Dogs might be attracted to Coral Bells due to their curiosity or a desire to chew. The texture and scent of the plant might also be appealing to some dogs. Furthermore, if your dog is bored or lacks sufficient stimulation, they might start nibbling at plants. Therefore, it’s essential to provide enough exercise and mental stimulation for your dog to prevent such behavior.

In conclusion, while Coral Bells are generally safe for dogs, it’s still important to discourage your dog from eating plants. Training, supervision, and providing adequate mental and physical stimulation are the key to preventing your dog from nibbling on your plants, ensuring their well-being and safety.

You should get this problem handled now as it will also keep your dog safe around other types of plants. You then won’t have to worry about things likeĀ are Ranunculus poisonous to dogs, are Camellias poisonous to dogs, are Dahlias poisonous to dogs, or are Peony poisonous to dogs.

Coral Bells and Dogs

Coral Bells and Dogs

Coral Bells, or Heuchera, are generally considered safe for dogs, not containing any known toxins that could pose a threat. However, it’s still important to manage your dog’s interaction with these plants to prevent any potential ingestion of plant material.

How to Keep Dogs Away From Heuchera

Even though Coral Bells are not toxic to dogs, you might still want to prevent your dog from disturbing these plants. Implementing barriers is one practical way to achieve this. Fencing or plant cages can keep inquisitive dogs at a distance. These barriers don’t have to be unsightly; many aesthetically pleasing options can complement your garden’s appearance.

Raised garden beds or elevated plant pots can also serve as effective barriers, making these plants inaccessible to your pets. Prioritizing your pet’s safety and preserving your plant collection can indeed coexist with these measures.

Training Your Dog Around Plants

Training is another effective tool for managing your dog’s behavior around plants. Commands like “leave it” and “drop it” can prevent your dog from getting too close to your plants or even ingesting them. Learn both now in the first section.

These commands are particularly useful in situations where physical barriers are impractical or not preferred.

Safe Plant Alternatives for Dogs

If you’re particularly concerned about your dog’s interaction with plants, consider opting for plants known to be safe for dogs. For instance, pet-friendly flowers like sunflowers, roses, or petunias can add beauty to your garden without posing any risks to your dog. As always, do your research to ensure the safety of any plant you introduce into your dog’s environment.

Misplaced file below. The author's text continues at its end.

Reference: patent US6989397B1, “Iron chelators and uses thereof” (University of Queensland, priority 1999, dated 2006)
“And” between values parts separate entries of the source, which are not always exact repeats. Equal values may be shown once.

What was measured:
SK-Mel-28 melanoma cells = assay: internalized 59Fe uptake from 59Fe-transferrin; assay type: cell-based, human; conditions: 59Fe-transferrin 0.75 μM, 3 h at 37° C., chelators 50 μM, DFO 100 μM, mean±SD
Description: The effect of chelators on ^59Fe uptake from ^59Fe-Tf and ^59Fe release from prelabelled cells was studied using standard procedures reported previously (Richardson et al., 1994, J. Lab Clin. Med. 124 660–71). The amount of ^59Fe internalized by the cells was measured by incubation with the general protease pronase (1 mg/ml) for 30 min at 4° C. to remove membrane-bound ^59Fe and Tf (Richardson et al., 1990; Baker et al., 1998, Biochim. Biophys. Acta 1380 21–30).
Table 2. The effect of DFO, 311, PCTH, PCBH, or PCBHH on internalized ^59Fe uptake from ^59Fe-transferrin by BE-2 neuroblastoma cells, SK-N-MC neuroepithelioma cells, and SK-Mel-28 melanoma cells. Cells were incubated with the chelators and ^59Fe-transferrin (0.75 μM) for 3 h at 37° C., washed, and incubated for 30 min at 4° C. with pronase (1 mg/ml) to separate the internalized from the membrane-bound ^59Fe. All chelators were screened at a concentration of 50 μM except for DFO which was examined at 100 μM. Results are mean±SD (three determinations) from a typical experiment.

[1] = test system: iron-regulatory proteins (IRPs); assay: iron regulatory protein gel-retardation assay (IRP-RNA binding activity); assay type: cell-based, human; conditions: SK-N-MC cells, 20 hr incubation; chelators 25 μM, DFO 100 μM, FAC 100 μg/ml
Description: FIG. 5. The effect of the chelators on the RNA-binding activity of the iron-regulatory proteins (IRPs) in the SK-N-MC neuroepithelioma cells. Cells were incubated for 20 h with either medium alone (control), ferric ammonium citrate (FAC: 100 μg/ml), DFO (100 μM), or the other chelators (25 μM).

In summary, while Coral Bells are safe for dogs generally, precautions should still be taken to prevent dogs from disturbing or potentially ingesting these plants. Implementing barriers, training your dog, and considering safer plant alternatives are all effective ways to ensure the well-being of both your pets and plants.

How Big Do Coral Bells Get?

Is Heuchera Poisonous to Dogs?

Coral Bells, scientifically known as Heuchera, typically grow to a size of about 12 to 36 inches in height and 12 to 18 inches in width, making them a moderate-sized plant suitable for many gardens.

Heuchera: Sun or Shade?

Coral Bells are highly versatile plants and can thrive in both sun and shade. However, they prefer partial shade, particularly in hotter climates. Too much sun exposure can cause their leaves to burn, while too little can lead to reduced vibrancy of leaf colors.

What Do Coral Bells Look Like?

Coral Bells are recognized for their unique appearance. They boast a mound-like form with heart-shaped or lobed leaves that vary in color from green to purple, red, orange, and almost black. During late spring to early summer, they produce small, bell-shaped flowers on tall stalks, contributing to their name.

How to Grow Coral Bells in Pots

Coral Bells adapt well to container gardening. Choose a pot that’s large enough to accommodate the plant’s size at maturity and ensure it has adequate drainage. Use well-draining soil and water the plant regularly but avoid waterlogging. Position the pot in a place that receives partial shade for best results.

Do Coral Bells Spread?

Yes, Coral Bells are known to spread, especially in favorable growing conditions. They typically form clumps that slowly increase in size over time. However, they’re not invasive and can be easily managed with regular maintenance.

How Long Do Coral Bells Bloom?

Coral Bells bloom from late spring to early summer, usually for a period of about a month. The bell-shaped flowers provide a delightful visual and can attract pollinators to your garden.

Are Coral Bells Perennials?

Coral Bells are perennials. This means they live for more than two years, and often much longer. They are known for their hardiness, surviving through various weather conditions, and providing year-round color to the garden.

In conclusion, Coral Bells are moderate-sized, versatile perennials that add beauty to any garden space. They flourish under various light conditions, have a unique and attractive appearance, and adapt well to different growing conditions, including pots.

They spread gradually and bloom for a decent period, enhancing the aesthetic appeal of your garden. Learn to control your dog around them by going back to the first section now.

I’m sure it’s a relief to know what to do with your Coral Bells and dogs now, so I’ll let you get started. Good luck, and thanks for reading our article “Are Coral Bells Toxic to Dogs? Is Heuchera Poisonous to Dogs?”

The Author

KB Williams

KB Williams

Hey there! I'm a dog behavior expert and lover of travel. Since 2016, I've been sharing my knowledge of dog training and behavior while exploring the Pacific Northwest with my two rescues.